The Top Gun crown keeps changing hands every few weeks as new 2019 models are revealed but this time it looks like it is staying in the same family as the Air Venturi Springfield Armory XDM 3.8 models arrive in both black and the centerfire XD Series bi-tone finish with a polished alloy slide contrasting the black polymer frame. Better still; the newest XDM CO2 models use the centerfire 3.8 Compact versions’ extended capacity magazine with XD-Gear grip extension. This model is virtually indistinguishable from the compact centerfire XDM model in every way except for what comes out of the muzzle when you pull the trigger. The balance, weight, trigger design and operation, dual safety system, white dot rear and red fiber optic front sights, and finish are perfectly duplicated. Like the XDM 4.5, the 3.8 has exact dimensions to fit all XD Gear and aftermarket holsters. The self-contained CO2 BB magazines fit XD Gear Grip Frame extensions and the pistol comes with all three sizes to match the interchangeable backstrap panels. The CO2 magazines fit XD Gear and aftermarket magazine pouches as well. Glock may claim perfection but the Springfield Armory XDM series is perfect. read more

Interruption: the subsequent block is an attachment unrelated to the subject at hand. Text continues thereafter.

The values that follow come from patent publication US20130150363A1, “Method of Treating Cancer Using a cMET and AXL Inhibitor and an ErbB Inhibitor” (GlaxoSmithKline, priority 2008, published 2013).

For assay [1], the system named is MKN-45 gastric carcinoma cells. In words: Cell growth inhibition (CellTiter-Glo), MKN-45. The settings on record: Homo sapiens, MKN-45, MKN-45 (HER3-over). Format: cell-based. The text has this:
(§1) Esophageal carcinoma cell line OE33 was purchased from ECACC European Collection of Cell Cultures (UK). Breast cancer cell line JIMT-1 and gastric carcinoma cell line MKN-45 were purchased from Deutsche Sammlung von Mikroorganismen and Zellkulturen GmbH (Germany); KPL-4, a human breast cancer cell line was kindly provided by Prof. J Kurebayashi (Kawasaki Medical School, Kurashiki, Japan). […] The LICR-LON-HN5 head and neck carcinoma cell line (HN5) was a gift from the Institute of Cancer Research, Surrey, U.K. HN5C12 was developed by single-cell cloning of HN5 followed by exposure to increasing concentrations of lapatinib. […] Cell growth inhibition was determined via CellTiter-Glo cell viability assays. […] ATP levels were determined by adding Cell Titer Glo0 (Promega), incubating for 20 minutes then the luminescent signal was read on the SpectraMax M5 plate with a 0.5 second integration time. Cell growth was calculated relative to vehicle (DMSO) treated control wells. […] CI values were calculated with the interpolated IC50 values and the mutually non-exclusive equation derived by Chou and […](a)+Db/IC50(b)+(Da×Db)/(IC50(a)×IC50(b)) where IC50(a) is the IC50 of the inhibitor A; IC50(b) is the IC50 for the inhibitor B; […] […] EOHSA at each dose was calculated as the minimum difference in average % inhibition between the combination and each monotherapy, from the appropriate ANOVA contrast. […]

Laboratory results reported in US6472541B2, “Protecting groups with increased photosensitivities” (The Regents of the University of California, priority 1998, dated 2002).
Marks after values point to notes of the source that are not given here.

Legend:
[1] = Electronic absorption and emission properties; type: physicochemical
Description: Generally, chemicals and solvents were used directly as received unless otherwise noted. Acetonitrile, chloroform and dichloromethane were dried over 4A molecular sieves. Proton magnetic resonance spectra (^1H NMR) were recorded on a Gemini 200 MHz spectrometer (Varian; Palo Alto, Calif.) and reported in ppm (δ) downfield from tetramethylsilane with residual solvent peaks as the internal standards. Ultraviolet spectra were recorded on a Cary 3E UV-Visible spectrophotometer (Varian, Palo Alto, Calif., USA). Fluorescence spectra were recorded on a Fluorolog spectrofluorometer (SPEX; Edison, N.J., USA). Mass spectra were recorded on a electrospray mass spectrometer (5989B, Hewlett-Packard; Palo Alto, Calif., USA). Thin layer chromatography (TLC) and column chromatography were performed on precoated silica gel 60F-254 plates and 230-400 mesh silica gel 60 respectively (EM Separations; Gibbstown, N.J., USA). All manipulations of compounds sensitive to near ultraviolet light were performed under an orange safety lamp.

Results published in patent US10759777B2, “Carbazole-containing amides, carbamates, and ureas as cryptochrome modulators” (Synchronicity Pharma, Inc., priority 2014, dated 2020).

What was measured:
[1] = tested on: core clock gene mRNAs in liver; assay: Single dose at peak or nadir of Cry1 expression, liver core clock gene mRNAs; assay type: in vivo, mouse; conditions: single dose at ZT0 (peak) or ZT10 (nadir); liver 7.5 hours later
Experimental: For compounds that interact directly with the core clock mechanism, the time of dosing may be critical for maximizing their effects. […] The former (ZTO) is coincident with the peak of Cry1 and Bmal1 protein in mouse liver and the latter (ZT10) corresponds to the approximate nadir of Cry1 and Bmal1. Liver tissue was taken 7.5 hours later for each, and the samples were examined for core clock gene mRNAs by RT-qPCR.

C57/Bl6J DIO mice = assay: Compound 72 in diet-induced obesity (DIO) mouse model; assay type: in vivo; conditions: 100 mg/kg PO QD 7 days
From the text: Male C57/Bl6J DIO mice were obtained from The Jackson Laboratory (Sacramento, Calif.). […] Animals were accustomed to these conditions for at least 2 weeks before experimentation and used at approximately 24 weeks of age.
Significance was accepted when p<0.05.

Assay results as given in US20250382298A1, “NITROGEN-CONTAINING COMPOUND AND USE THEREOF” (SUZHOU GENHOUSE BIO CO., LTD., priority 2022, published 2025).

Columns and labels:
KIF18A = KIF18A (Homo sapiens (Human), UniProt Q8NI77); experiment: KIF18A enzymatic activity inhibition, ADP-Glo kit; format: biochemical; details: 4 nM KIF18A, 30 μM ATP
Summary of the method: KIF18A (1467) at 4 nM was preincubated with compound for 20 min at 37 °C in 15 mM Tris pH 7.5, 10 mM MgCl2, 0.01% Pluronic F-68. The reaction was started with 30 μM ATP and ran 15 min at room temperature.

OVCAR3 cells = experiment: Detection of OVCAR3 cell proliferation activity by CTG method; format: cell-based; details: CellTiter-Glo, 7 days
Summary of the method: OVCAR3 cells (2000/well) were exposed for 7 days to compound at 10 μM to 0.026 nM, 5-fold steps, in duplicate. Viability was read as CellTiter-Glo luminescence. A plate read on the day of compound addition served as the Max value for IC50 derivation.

Top vintage military arms

Top vintage military arms

CO2 in War and Peace

By Dennis Adler

When we are talking about copies of legendary military arms as CO2 models, it is not just a gun based on a design, it is a gun copied in detail from an original design like the Umarex Luger P.08 Parabellum and Mauser Broomhandle Model 712. Pictured are the limited edition WWII models. Only the P.08 is currently available.